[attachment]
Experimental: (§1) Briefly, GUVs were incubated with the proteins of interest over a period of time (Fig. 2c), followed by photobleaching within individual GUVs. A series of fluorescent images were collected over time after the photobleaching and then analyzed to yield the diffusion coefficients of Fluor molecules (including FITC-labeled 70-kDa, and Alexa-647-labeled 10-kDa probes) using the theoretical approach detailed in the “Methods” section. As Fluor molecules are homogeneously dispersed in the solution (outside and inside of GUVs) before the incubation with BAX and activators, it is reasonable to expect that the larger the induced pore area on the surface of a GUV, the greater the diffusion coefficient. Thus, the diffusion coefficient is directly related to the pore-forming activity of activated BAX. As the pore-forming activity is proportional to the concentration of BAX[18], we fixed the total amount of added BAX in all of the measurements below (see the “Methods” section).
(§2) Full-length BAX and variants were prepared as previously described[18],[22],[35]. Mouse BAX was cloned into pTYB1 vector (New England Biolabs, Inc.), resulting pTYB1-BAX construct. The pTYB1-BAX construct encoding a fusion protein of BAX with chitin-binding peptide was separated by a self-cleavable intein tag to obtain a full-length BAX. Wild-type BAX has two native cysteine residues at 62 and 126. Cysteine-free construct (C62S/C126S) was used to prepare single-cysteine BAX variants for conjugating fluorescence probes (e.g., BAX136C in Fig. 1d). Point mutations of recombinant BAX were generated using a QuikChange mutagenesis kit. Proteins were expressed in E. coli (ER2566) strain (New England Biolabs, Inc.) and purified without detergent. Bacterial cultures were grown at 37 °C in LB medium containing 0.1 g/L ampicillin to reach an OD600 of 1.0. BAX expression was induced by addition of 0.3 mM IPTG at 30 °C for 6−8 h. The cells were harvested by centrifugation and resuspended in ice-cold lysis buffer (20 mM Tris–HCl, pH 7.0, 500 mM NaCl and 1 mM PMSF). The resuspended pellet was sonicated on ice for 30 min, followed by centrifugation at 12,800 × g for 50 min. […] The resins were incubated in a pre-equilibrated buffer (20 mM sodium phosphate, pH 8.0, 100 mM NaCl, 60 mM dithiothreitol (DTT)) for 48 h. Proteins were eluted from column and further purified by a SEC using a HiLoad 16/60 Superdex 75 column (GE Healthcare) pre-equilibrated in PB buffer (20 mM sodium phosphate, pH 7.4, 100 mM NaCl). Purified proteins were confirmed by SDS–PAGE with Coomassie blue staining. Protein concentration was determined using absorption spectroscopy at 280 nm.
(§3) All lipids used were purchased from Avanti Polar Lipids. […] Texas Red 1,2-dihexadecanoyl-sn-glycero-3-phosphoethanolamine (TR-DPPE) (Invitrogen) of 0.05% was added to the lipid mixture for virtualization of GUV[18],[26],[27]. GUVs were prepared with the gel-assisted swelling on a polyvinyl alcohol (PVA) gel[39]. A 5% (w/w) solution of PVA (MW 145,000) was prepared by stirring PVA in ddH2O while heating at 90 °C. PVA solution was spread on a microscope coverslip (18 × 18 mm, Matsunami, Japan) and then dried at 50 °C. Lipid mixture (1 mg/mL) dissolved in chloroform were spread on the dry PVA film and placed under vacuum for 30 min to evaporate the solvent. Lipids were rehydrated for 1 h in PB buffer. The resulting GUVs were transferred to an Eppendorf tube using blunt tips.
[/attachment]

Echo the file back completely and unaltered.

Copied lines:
Experimental: (§1) Briefly, GUVs were incubated with the proteins of interest over a period of time (Fig. 2c), followed by photobleaching within individual GUVs. A series of fluorescent images were collected over time after the photobleaching and then analyzed to yield the diffusion coefficients of Fluor molecules (including FITC-labeled 70-kDa, and Alexa-647-labeled 10-kDa probes) using the theoretical approach detailed in the “Methods” section. As Fluor molecules are homogeneously dispersed in the solution (outside and inside of GUVs) before the incubation with BAX and activators, it is reasonable to expect that the larger the induced pore area on the surface of a GUV, the greater the diffusion coefficient. Thus, the diffusion coefficient is directly related to the pore-forming activity of activated BAX. As the pore-forming activity is proportional to the concentration of BAX[18], we fixed the total amount of added BAX in all of the measurements below (see the “Methods” section).
(§2) Full-length BAX and variants were prepared as previously described[18],[22],[35]. Mouse BAX was cloned into pTYB1 vector (New England Biolabs, Inc.), resulting pTYB1-BAX construct. The pTYB1-BAX construct encoding a fusion protein of BAX with chitin-binding peptide was separated by a self-cleavable intein tag to obtain a full-length BAX. Wild-type BAX has two native cysteine residues at 62 and 126. Cysteine-free construct (C62S/C126S) was used to prepare single-cysteine BAX variants for conjugating fluorescence probes (e.g., BAX136C in Fig. 1d). Point mutations of recombinant BAX were generated using a QuikChange mutagenesis kit. Proteins were expressed in E. coli (ER2566) strain (New England Biolabs, Inc.) and purified without detergent. Bacterial cultures were grown at 37 °C in LB medium containing 0.1 g/L ampicillin to reach an OD600 of 1.0. BAX expression was induced by addition of 0.3 mM IPTG at 30 °C for 6−8 h. The cells were harvested by centrifugation and resuspended in ice-cold lysis buffer (20 mM Tris–HCl, pH 7.0, 500 mM NaCl and 1 mM PMSF). The resuspended pellet was sonicated on ice for 30 min, followed by centrifugation at 12,800 × g for 50 min. […] The resins were incubated in a pre-equilibrated buffer (20 mM sodium phosphate, pH 8.0, 100 mM NaCl, 60 mM dithiothreitol (DTT)) for 48 h. Proteins were eluted from column and further purified by a SEC using a HiLoad 16/60 Superdex 75 column (GE Healthcare) pre-equilibrated in PB buffer (20 mM sodium phosphate, pH 7.4, 100 mM NaCl). Purified proteins were confirmed by SDS–PAGE with Coomassie blue staining. Protein concentration was determined using absorption spectroscopy at 280 nm.
(§3) All lipids used were purchased from Avanti Polar Lipids. […] Texas Red 1,2-dihexadecanoyl-sn-glycero-3-phosphoethanolamine (TR-DPPE) (Invitrogen) of 0.05% was added to the lipid mixture for virtualization of GUV[18],[26],[27]. GUVs were prepared with the gel-assisted swelling on a polyvinyl alcohol (PVA) gel[39]. A 5% (w/w) solution of PVA (MW 145,000) was prepared by stirring PVA in ddH2O while heating at 90 °C. PVA solution was spread on a microscope coverslip (18 × 18 mm, Matsunami, Japan) and then dried at 50 °C. Lipid mixture (1 mg/mL) dissolved in chloroform were spread on the dry PVA film and placed under vacuum for 30 min to evaporate the solvent. Lipids were rehydrated for 1 h in PB buffer. The resulting GUVs were transferred to an Eppendorf tube using blunt tips.